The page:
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Moving Forward: I'm Using Donor Eggs and I'm Torn

I’ve known for about three months now that having a child with my own eggs wasn’t going to be a possibility. Well, to be fair, I’ve known since the start of the third and final IVF cycle back in November, ever since my doctor sat me down and told me he’s willing to give IVF with my own eggs one last shot. So, officially nine months. (The irony on that isn’t lost on me, by the way.)

Nine months to prepare myself, and grieve the loss of what could have been. I’ll be honest, the first few months were tough to work through. The shock of three failed IVFs, the tears shed when I realized I was going to lose the genetic link to a future child, the numbing fear that nothing was going to work and in fact I would remain childless forever.

I remember one particularly bad evening with Chris, I had tears streaming down my face during a discussion of the next steps. “I don’t want to think about any of this. I don’t want to do donor egg. I don’t want to adopt embryos. I don’t want to do anything!” And then I cried harder because I realized if I was true to my word, there would never be a child. Barring the miscarriage from the first IVF, I had never experienced such an overwhelming sense of loss in my life.

I’m better now. Kind of. I can think about donor egg options, and moving forward and all that. I can think about mixing another women’s eggs with my husband’s sperm without completely losing my shit. For the most part, I have come to some sort of acceptance of the whole thing, while at the same time, in awe that I can be this totally, completely, wholly infertile.

I can think about mixing another women’s eggs with my husband’s sperm without completely losing my shit.

So it was with this new sense of growth that I could listen to a friend a few weeks ago tell me about a frozen egg program in Texas that sounded like I may have a shot at. I would be given eight frozen eggs from an anonymous donor of my choosing, and fly down to Texas to do a transfer for about $15,000. The cost of my medications would be about $500 or so. Doing this would cost less than the price of a fresh donor IVF cycle here in Minnesota.

Of course, anyone looking to spend a few grand on treatments needs to have options. My husband and I already had an appointment with our doctor and donor coordinator in mid-July, as scheduled.

We went in needing to be impressed, as a single cycle of anonymous donor eggs had a price tag of $25,000. The donor coordinator walked us through how donors are screened, what the process would be like and how she matched up donors to recipients. The first step was meeting with the clinic’s psychologist, who would then give us a form to fill out about our personalities. We needed to provide a good headshot of us, particularly me, because the coordinator would then take that picture and match it up with donors to find someone who looked as close to me as possible. “You could be sisters, that’s how good I am at matching,” she told us with a smile. Once the personality form was turned in to the clinic, we would then be added to the waiting list, where we will remain for 6-9 months until we are matched with a donor.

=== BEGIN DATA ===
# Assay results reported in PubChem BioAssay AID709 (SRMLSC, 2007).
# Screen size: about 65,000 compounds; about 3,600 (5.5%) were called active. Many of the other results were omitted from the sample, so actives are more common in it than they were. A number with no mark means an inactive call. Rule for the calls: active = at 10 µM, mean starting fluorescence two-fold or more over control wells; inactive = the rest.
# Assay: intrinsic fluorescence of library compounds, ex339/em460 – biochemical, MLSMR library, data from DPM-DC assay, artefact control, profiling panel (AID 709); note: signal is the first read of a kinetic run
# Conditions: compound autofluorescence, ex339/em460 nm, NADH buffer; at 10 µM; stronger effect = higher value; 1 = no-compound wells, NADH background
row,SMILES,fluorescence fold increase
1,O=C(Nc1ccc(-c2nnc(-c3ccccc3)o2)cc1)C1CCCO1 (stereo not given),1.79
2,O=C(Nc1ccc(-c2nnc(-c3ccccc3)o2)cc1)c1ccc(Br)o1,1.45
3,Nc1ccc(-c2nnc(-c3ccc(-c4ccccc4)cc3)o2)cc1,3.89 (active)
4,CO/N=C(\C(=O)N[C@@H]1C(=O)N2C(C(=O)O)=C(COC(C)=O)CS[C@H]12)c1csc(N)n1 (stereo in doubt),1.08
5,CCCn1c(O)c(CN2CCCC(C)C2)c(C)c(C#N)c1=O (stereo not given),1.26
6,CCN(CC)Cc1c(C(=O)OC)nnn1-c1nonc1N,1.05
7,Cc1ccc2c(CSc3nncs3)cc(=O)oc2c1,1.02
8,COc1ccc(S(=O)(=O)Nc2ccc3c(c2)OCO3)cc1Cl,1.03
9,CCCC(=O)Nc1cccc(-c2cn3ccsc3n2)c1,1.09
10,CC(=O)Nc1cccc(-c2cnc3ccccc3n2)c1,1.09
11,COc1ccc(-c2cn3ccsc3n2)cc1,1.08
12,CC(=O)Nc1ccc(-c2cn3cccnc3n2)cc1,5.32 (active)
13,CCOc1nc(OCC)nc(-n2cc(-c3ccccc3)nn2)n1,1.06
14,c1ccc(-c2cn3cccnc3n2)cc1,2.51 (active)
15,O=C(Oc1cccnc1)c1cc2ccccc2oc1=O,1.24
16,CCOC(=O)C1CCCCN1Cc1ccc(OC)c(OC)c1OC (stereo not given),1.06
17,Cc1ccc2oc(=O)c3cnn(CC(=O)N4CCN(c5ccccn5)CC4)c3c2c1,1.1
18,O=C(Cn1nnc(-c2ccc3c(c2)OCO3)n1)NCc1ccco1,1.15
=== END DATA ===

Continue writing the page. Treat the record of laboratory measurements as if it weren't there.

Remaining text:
Clearly, this option will take us well into 2015 before we would even have the chance at trying to get pregnant again. We were told however, that this would give us the best chance. At a 70-73% pregnancy rate, the odds on us getting pregnant were far better than my chances with my own eggs, even if they were completely normal. That’s huge. That’s something to consider.

Our doctor later that day confirmed that yes, using a fresh donor cycle (meaning the donor goes through the IVF process and all her eggs retrieved would be given to me) gives us our best chance. There is also the fact that since we are working with healthy eggs, instead of my own craptastic ones, we will have embryos left over to freeze for any future siblings if we so desire.

RELATED: Why I never thought my fertility treatments would fail

The appointments with the donor coordinator and our doctor left us even more in turmoil. We were facing a decision: Go to Texas for frozen eggs, with far less of a wait time, risking it not working and left with nothing and $15,000 in debt; or go on the 7-month wait list for our clinic here, pay more than the clinic in Texas for a fresh cycle, with possibly more eggs to fertilize to embryos to freeze for the future.

Or, we could do both. We will be having a phone conference with the doctor in Texas. If we liked him, we could go to Texas for the frozen transfer while on the waitlist here, hope and pray one of the choices are successful ... and give out homemade peach jam as Christmas presents the rest of our lives, because all of our money would have been spent on trying to grow babies.

Whew. Some tough choices. All of these major decisions are enough to make you want to go eat a doughnut or two. Which, by the way, I am going to go do now.

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